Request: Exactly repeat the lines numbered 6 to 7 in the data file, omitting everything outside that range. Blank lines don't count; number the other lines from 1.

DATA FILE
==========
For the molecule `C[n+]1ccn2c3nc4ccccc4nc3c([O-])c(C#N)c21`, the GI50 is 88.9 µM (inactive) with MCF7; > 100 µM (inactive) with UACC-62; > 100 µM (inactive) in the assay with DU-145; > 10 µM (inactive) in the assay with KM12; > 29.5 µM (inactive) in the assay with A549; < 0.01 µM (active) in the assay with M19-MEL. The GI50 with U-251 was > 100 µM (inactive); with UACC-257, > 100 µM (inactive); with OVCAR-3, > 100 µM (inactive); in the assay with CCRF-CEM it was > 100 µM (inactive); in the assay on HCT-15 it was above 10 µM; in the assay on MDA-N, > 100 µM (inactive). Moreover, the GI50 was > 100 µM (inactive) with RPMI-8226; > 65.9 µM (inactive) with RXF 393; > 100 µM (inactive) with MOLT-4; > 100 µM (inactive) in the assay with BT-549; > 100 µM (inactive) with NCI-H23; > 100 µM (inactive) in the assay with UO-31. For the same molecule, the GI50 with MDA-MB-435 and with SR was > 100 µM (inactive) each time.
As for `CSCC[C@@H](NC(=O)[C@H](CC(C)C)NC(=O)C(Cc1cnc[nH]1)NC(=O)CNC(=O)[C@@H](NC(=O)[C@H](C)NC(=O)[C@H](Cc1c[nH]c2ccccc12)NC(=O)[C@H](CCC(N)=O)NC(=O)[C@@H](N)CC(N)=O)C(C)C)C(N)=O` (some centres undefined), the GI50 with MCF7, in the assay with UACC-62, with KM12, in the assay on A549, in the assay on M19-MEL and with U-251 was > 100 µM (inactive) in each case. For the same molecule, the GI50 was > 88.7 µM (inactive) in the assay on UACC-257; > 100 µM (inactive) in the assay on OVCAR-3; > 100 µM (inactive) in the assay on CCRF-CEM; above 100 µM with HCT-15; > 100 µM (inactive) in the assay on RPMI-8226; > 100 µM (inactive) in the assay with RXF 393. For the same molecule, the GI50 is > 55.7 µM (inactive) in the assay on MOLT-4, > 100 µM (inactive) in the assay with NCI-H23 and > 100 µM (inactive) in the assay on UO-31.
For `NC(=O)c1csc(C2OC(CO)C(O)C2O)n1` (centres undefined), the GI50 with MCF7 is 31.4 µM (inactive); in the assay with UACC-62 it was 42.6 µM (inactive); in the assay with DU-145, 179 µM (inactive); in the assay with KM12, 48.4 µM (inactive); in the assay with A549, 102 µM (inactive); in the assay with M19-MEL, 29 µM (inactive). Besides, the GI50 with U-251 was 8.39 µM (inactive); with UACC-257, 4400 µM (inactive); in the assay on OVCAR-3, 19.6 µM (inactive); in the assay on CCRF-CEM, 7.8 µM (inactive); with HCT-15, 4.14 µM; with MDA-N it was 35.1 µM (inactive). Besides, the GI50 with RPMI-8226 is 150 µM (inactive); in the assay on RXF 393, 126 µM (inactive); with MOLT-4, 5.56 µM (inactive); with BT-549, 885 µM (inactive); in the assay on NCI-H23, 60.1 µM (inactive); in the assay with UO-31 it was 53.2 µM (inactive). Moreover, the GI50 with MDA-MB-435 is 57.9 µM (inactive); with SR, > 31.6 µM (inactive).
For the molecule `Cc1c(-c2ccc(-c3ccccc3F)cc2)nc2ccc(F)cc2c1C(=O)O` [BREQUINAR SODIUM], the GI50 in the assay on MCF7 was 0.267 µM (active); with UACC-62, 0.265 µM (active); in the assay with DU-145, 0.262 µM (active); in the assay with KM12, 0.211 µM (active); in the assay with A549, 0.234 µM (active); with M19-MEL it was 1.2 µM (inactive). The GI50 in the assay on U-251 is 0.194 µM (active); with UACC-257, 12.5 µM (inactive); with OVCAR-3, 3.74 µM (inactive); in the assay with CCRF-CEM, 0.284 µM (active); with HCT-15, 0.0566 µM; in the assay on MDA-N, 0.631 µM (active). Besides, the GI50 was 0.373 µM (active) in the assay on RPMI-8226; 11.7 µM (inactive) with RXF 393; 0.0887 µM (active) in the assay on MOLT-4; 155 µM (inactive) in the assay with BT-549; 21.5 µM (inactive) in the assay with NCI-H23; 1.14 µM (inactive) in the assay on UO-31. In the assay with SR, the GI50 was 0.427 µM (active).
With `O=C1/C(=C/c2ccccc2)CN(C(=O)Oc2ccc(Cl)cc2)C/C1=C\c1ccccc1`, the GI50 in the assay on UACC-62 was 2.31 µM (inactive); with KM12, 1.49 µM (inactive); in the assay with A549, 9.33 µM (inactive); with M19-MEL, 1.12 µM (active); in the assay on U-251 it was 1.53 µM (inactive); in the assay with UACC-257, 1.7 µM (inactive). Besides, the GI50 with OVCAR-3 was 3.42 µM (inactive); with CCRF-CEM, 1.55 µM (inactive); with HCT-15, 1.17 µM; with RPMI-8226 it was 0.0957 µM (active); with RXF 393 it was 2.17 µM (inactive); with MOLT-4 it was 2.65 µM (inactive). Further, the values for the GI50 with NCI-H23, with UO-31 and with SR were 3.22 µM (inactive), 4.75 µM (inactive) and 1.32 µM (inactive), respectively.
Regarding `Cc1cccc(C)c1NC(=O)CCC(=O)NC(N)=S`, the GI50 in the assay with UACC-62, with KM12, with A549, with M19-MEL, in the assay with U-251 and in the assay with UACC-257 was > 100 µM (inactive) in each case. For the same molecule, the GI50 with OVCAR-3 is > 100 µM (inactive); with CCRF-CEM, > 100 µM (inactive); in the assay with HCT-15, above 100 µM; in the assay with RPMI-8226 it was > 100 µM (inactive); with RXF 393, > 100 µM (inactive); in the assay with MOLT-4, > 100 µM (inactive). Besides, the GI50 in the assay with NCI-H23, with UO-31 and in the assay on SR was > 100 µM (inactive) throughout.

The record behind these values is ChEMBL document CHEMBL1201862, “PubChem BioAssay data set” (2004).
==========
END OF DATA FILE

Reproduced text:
Regarding `Cc1cccc(C)c1NC(=O)CCC(=O)NC(N)=S`, the GI50 in the assay with UACC-62, with KM12, with A549, with M19-MEL, in the assay with U-251 and in the assay with UACC-257 was > 100 µM (inactive) in each case. For the same molecule, the GI50 with OVCAR-3 is > 100 µM (inactive); with CCRF-CEM, > 100 µM (inactive); in the assay with HCT-15, above 100 µM; in the assay with RPMI-8226 it was > 100 µM (inactive); with RXF 393, > 100 µM (inactive); in the assay with MOLT-4, > 100 µM (inactive). Besides, the GI50 in the assay with NCI-H23, with UO-31 and in the assay on SR was > 100 µM (inactive) throughout.

The record behind these values is ChEMBL document CHEMBL1201862, “PubChem BioAssay data set” (2004).